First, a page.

Local reports state that GP obstetricians are being excluded from being involved in intrapartum care with the new model using a salaried medical workforce and shift to midwifery-led care.
This model has resulted in a significant disconnect between the hospital staff and the local primary care workforce.
This being at odds with what the federal government is trying to achieve nationally through the NRGP in building a resilient rural GP workforce.
Choice for women
But perhaps the most important point is that with a new maternity model which favours salaried medical staff over GP obstetricians it is the patient that loses most of all.
With GP obstetricians unable to care for public obstetric patients’ the choice for women is now much limited as a result.
In these towns, the continuity of care role sits with GP obstetricians and carving this off piece by piece to a fly in fly out service model will come at a significant cost.
In other towns we are seeing services close - women and their families have to travel significant distances to access care for pregnancy and birth.
We know the risks that come with increased distance as well as the associated financial burden on already struggling rural families.
Delivering care close to the patient is what works. Rural communities depend on their GP obstetrician with more babies delivered by GP-obstetricians than specialists in rural areas.
A collaborative model
What is missing in these discussions is a real understanding of team care and what it takes to address patient need in small rural towns.
That is, what it actually takes to sustain a rural maternity service and those interconnective factors for why it matters so much for other services.
We know that it takes a collaborative approach and advanced clinical skills encompassing medicine, midwifery, nursing, Aboriginal health and allied health.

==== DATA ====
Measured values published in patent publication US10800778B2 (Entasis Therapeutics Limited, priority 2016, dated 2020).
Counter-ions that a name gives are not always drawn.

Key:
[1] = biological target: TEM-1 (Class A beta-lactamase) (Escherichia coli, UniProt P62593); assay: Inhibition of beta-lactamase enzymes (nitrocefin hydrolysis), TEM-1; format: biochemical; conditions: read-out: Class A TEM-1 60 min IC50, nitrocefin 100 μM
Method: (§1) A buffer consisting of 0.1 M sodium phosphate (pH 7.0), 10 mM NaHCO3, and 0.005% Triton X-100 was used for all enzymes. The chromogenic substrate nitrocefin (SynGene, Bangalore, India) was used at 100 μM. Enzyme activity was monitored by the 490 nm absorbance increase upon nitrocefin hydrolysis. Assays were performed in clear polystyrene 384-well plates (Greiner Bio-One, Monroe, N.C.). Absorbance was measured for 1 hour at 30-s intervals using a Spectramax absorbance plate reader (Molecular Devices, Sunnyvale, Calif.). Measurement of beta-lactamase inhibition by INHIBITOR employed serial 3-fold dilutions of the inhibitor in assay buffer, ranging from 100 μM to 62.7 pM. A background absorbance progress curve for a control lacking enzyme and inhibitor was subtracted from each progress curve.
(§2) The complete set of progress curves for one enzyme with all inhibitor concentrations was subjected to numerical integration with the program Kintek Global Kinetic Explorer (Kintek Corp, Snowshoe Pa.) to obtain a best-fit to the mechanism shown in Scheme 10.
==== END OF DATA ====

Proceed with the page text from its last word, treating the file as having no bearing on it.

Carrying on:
What’s important is understanding the role of the team and scope of practice enabling all to work together without comprising quality.
It takes the whole team to make this work. A sustainable model involves a coordinated team involving the obstetrician, GP obstetrician and midwives and a roster divided among all of them.
This is how the service is maintained and we only have to look at the success of places like Albury Wodonga to see how this model sustains their service – sharing on call and the prenatal and antenatal.
We also know the other sustaining factor here – that the maternity service often opens up ways for other procedural services to develop.
A vital skill set
GP obstetricians skilled in childbirth require support, not barriers, in retaining such a vital skill set.
At a national level, procedural training grants ensure they can maintain their skills yet on a state-level, at least in parts, this is not sustainable when access is denied.
These latest developments not only risk the provision of obstetric services in rural areas becoming even more of a rarity but there will be some very real flow-on effects for our discipline.
The attraction and retention of GPs to the region is closely tied to the GPO model and it is a skill set we need to nurture to preserve through the National Rural Generalist Framework.
It is about getting the right skilled workforce in place, supporting a collaborative team structure to secure and sustain birthing services across rural Australia.
The rural generalist model offers a way forward which will make a difference for rural patients - ensuring safe, affordable and accessible healthcare.
Dr Ayman Shenouda